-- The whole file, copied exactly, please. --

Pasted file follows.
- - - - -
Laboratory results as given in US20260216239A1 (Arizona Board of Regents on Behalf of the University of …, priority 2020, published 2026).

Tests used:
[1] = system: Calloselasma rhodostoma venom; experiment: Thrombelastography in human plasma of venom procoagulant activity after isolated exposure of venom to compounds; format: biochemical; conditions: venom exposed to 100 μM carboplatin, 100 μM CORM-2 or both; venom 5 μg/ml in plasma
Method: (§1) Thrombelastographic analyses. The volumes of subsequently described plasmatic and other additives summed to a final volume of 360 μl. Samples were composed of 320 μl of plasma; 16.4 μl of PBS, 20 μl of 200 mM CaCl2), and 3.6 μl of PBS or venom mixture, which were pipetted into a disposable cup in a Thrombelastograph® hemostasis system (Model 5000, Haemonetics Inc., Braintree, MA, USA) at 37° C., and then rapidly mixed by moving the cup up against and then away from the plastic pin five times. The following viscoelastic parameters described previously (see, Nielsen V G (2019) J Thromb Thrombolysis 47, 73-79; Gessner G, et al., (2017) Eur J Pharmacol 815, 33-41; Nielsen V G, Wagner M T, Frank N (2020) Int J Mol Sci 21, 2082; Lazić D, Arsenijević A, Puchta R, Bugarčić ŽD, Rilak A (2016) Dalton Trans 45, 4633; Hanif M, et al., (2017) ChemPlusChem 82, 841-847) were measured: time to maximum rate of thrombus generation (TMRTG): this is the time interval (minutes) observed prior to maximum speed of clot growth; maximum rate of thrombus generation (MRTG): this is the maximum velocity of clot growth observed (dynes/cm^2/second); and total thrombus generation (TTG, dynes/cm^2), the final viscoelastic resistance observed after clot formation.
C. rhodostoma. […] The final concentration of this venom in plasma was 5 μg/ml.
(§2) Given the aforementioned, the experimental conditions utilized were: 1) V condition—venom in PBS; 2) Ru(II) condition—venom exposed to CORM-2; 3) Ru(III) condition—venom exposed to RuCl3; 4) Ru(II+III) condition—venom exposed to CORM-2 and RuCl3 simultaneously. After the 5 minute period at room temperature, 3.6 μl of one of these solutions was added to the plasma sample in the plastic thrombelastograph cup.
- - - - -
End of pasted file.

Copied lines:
Laboratory results as given in US20260216239A1 (Arizona Board of Regents on Behalf of the University of …, priority 2020, published 2026).

Tests used:
[1] = system: Calloselasma rhodostoma venom; experiment: Thrombelastography in human plasma of venom procoagulant activity after isolated exposure of venom to compounds; format: biochemical; conditions: venom exposed to 100 μM carboplatin, 100 μM CORM-2 or both; venom 5 μg/ml in plasma
Method: (§1) Thrombelastographic analyses. The volumes of subsequently described plasmatic and other additives summed to a final volume of 360 μl. Samples were composed of 320 μl of plasma; 16.4 μl of PBS, 20 μl of 200 mM CaCl2), and 3.6 μl of PBS or venom mixture, which were pipetted into a disposable cup in a Thrombelastograph® hemostasis system (Model 5000, Haemonetics Inc., Braintree, MA, USA) at 37° C., and then rapidly mixed by moving the cup up against and then away from the plastic pin five times. The following viscoelastic parameters described previously (see, Nielsen V G (2019) J Thromb Thrombolysis 47, 73-79; Gessner G, et al., (2017) Eur J Pharmacol 815, 33-41; Nielsen V G, Wagner M T, Frank N (2020) Int J Mol Sci 21, 2082; Lazić D, Arsenijević A, Puchta R, Bugarčić ŽD, Rilak A (2016) Dalton Trans 45, 4633; Hanif M, et al., (2017) ChemPlusChem 82, 841-847) were measured: time to maximum rate of thrombus generation (TMRTG): this is the time interval (minutes) observed prior to maximum speed of clot growth; maximum rate of thrombus generation (MRTG): this is the maximum velocity of clot growth observed (dynes/cm^2/second); and total thrombus generation (TTG, dynes/cm^2), the final viscoelastic resistance observed after clot formation.
C. rhodostoma. […] The final concentration of this venom in plasma was 5 μg/ml.
(§2) Given the aforementioned, the experimental conditions utilized were: 1) V condition—venom in PBS; 2) Ru(II) condition—venom exposed to CORM-2; 3) Ru(III) condition—venom exposed to RuCl3; 4) Ru(II+III) condition—venom exposed to CORM-2 and RuCl3 simultaneously. After the 5 minute period at room temperature, 3.6 μl of one of these solutions was added to the plasma sample in the plastic thrombelastograph cup.